Once that vacation itinerary is honed to your liking and reported back, it takes just one human click-to-confirm to trigger the tech to complete all the bookings required – and pay for them.
The R1 ideal could sound the death knell for today’s smartphone, app stores, and even RPA… anything with needless complexity that prevents getting things actioned at the click of a button or simple voice action.
R1 wants to be everything to the user across IoS, Android, and desktop. The issue is that all these apps have a user interface. Its LAM can learn interfaces from any software. Though LAMs are not designed to replace your phone – they will eventually make it obsolete in its current form. R1 is aiming to kick off a whole new generation of native AI-powered devices and is just getting started; for example, this year, we can also expect the Humane AI Pin and the Tab AI Pendant.
LAMs effectively make it simpler to get stuff done, cutting through the needless complexity legacy applications have saddled us with. Robotic Process Automation (RPA) may allow us to stitch software together to form a process to complete an outcome, but RPA breaks the moment you change one app or interface in that process. With a LAM, the idea is you can just teach the new process through demonstration, and you get to continue getting stuff done.
Can it really be that simple? A note of caution before we pop the champagne
Should we really be ready to celebrate so soon? HFS’s Tom Reuner sounds a note of caution. “The big claim for LAMs is that they can action things. My suspicion is that LAMs require a high level of standardization for their actions. Therefore, we remain some distance away from objective-driven AI and automation that future large models may yet bring.”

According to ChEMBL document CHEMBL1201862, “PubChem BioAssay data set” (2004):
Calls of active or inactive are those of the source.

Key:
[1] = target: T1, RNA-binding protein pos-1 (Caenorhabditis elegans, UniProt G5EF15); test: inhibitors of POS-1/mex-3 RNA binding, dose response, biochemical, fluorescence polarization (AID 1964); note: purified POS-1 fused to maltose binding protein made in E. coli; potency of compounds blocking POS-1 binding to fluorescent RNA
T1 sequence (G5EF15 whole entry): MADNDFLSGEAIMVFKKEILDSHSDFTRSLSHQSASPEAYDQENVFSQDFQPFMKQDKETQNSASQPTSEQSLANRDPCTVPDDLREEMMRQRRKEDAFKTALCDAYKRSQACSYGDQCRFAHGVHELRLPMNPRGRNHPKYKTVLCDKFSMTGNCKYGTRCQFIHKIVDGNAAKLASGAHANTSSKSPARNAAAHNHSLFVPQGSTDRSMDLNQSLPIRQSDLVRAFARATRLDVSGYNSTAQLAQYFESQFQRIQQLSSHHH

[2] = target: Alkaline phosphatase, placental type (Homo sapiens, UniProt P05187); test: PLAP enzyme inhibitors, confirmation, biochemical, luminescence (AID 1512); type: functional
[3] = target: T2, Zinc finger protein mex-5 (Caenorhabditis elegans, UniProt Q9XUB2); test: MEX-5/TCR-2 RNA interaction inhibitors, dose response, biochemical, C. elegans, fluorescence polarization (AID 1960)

In addition, while we believe that LAMs will eventually be a game-changer, specific to R1, we have a healthy dose of skepticism about whether another device is required for this functionality and whether or not consumers will appreciate carrying another device in their pockets just to save a couple of taps on their phones. The mobile revolution has been about device convergence all along. And what will prevent Google Assistant and other established assistants from improving their NLP and getting plugs for apps for similar functionality so we can just use our existing devices?
The Bottom-Line: Even if this bunny turns out to be a turkey – you need to prepare for the impact of Large Action Models
Like other AI there are risks to consider – will it comply with data and privacy rules and concerns? How many eggs do you want to put (to mix our metaphors) in the Rabbit basket? Is the device even going to show up and work (if not, there’s a bunch of HFS analysts who will be wanting their $199 bucks back). The answers for Rabbit will only come when the first consumers start getting their hands on the device. That’s expected to be early April (or, as Rabbit quips, ‘in time for Easter’).
And, let’s face it, enterprises are decades behind waking up to the need for actions so that AI can then actually do a better job, such as documenting a process, mapping a process (mining) automatically, reusing assets, securing them, and ultimately, solving the API/RPA conundrums. But when we start experiencing the end of application dysfunction in our consumer lives, surely this mindset will eventually trickle into the enterprise as we embrace all the wonders and anxiety of today’s emerging AI technologies.
But even if the device is a failure, the LAM genie is out of the bottle. Rabbit’s iPhone moment will inspire more investment to drive forward the maturity of models for controlling computers at an ever-increasing rate. And if the arrival of the R1 device does define the moment the great leap forward happens, then it will have ramifications for how work gets done in every app, in every process, in every enterprise. Either way, this is not a moment you can afford to ignore.